The winning design for a new bicycle bridge over Copenhagen's Inner Harbour.
The current efforts of the city of Copenhagen to encourage more citizens to choose the bicycle have given us a lot of new, exciting infrastructure, not least in the form of bridges. Now there are four new bridges on the way exclusively for bicycles and pedestrians.
For example above, at left, is Åbuen, a bicycle/pedestrian bridge over the busy Å Boulevard which is part of the Green Path bicycle motorway. At right is Bryggebroen, the bridge over the harbour from the Vesterbro neighbourhood to Iceland Quay. The latter features almost 10,000 cyclists a day and that's expected to increase when the infrastructure link to the existing bicycle lanes is completed on the north side.
There are, of course, main bridges over the harbour. Langebro and Knippels Bridge both have over 20,000 cyclists a day each on the bike lanes parallel to the car lanes but the two bicycle/pedestrian bridges pictured above have created increased mobility and short cuts for bicycles and shortened travel times by bike for thousands and thousands of cyclists.
The harbour was decommercialized a decade or so ago and the city is now revitalizing this newly-won real estate. The harbour is cleaned up and Copenhageners now swim in it. It really has changed the face of the city this harbour liberation.
Earlier this year The City of Copenhagen launched a invitation only design competition for a network of new bicyle/pedestrian bridges over the ancient harbour of the city and the winners were announced last month.
What the city needs is access across the harbour farther east, closer to the city centre on the Inner Harbour. Our new Opera and the former military area called Holmen, which now features the National Film School, School of Architecture, National Theatre School and others, as well as new flats would benefit greatly from increased access.
As you can see on the map, a network of bridges is needed. A long bridge over the inner harbour and shorter bridges over some of the canals to link up the places mentioned above.
This being Copenhagen, a bicycle bridge was the first and only thought. Funnily, in the Danish press the bridges are almost always referred to as 'bicycle bridges' even though we all know they are for pedestrians, too. Such is the status and role of the bicycle in this city. Call it a 'pedestrian bridge' and it sounds recreational - something you promenade on. Call it a 'bicycle bridge' and suddenly everyone gets it. They think commuting, quicker route to work, shorter travel time, etc.
The Inner Harbour Bridge
The jury of the design competition ended up selecting different winners. One for the long section over the harbour and another for the short canal bridges. Here's the winning entry for the Inner Harbour Bridge from the consortium of Flint & Neill and Studio Bednarski.
A Danish journalist was quick to dub it The Kissing Bridge and the name seems to be sticking. It's a rare form of bridge in that it is retractable - as opposed to a swing bridge or a drawbridge. It looks like two tongues reaching out for each other.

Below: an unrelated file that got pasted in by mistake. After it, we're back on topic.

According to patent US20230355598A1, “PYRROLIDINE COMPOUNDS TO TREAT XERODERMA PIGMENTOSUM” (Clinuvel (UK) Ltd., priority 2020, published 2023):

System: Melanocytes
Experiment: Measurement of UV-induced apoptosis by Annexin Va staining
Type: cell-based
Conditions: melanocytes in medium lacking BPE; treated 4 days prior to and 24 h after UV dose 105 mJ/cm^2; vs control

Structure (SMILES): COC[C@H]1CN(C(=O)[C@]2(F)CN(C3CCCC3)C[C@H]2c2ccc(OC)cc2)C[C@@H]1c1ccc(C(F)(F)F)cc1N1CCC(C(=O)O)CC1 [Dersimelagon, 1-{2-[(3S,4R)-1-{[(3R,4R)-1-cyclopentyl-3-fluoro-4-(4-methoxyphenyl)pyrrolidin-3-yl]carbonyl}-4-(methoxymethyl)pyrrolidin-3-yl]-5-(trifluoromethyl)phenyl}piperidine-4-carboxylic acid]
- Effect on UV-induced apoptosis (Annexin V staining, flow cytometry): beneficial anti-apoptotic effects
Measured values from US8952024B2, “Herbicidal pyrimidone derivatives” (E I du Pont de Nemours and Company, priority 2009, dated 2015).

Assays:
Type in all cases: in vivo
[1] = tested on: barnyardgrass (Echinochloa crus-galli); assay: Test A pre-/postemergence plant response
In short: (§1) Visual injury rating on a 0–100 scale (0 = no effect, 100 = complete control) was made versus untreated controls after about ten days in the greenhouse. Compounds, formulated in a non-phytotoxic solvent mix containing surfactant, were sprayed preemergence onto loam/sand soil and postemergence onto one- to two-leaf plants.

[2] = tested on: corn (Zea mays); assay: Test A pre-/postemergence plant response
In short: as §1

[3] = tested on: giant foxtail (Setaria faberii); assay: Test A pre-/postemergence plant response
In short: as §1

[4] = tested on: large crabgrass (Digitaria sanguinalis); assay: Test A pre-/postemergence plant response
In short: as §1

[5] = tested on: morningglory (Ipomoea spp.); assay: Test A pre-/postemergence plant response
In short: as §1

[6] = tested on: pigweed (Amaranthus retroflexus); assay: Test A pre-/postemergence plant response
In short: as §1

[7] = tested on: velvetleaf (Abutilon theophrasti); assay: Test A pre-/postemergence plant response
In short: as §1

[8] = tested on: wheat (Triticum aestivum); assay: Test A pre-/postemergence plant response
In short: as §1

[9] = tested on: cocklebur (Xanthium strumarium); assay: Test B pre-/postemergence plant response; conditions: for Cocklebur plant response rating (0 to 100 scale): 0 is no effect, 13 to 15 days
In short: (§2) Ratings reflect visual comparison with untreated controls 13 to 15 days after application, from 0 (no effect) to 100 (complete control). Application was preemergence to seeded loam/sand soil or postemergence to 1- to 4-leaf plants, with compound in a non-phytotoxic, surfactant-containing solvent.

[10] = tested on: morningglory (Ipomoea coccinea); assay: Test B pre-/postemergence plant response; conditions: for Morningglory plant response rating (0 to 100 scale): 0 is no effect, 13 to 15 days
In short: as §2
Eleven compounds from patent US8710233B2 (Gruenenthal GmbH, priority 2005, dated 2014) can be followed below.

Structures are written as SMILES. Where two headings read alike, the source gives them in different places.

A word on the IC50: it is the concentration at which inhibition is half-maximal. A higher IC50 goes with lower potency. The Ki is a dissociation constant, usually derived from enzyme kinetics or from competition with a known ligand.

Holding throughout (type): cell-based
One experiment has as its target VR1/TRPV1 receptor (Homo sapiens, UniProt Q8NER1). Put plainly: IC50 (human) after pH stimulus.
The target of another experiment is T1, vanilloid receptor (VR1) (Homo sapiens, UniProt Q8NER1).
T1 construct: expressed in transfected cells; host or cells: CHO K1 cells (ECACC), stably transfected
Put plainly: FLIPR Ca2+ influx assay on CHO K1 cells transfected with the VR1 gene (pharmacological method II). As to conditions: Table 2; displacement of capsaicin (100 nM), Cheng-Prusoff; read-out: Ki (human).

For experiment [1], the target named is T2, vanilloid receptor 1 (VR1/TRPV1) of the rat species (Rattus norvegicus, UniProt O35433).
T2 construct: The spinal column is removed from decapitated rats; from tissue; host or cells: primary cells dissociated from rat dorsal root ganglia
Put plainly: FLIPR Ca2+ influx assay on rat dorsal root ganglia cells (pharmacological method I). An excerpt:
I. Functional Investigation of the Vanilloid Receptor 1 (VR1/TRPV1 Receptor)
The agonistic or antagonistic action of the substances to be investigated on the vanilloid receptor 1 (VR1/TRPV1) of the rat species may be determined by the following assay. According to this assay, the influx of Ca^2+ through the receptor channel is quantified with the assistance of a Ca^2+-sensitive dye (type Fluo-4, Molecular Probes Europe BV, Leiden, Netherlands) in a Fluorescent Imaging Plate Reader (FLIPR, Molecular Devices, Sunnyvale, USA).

The bridge is 180 m. long, with decks that are 7 m. wide and it opens for ships with a sliding mechanism, allowing for a 50 m. wide opening.
The jury was unanimous in choosing The Kissing Bridge as the winner. They said, among other things:
"... a compelling overall concept and an attractive design that will help form the identity of the site in the future. This horizontal span into the harbour space is beautifully conceived and magical in use. The bridge forms a horizontal movement that is both figuratively and physically dependent on the use of the bridge and on the perceptions of its beholders, a movement that strengthens identification of the horizontal aspect of the harbour space as it is today."
The Canal Bridges
The winning design for the Canal Bridges was won by WTM with Dietmar Feichtinger Architects.
The jury's conclusion included these words:
"The lightness of the bridge design seems very well founded in the urban context, with its apparent connection with the simplicity we would normally associate with landing stages in harbours. It's an exemplary natural expression in a minimalist functionality. The idiom is so small in scale that there is no hint of monumentality whatsoever, in complete contrast to the urban landscape, but in this way it adapts itself in the best possible way to the contextual whole."
There are many high-masted sailboats in the canals so these bridges have to be openable as well. And praising this design by saying "no hint of monumentality whatsoever" really speaks volumes about the Danish design culture and tradition. We don't fancy monumentality. We want elegance and functionality, thank you very much.
The bridges are expected to be completed by Spring 2012.
The full Jury report about the finalists is availabe as a pdf on The City of Copenhagen's website for the architecture-minded among us. You can see the other finalists as well, including some world-class architects. As architecture competitions go, the Danish tradition of transparency applies here as well. You can see how many points the bids got, what the jury thought and really feel as though you're part of the selection process. Not at all secretive or elitist. Refreshing, really.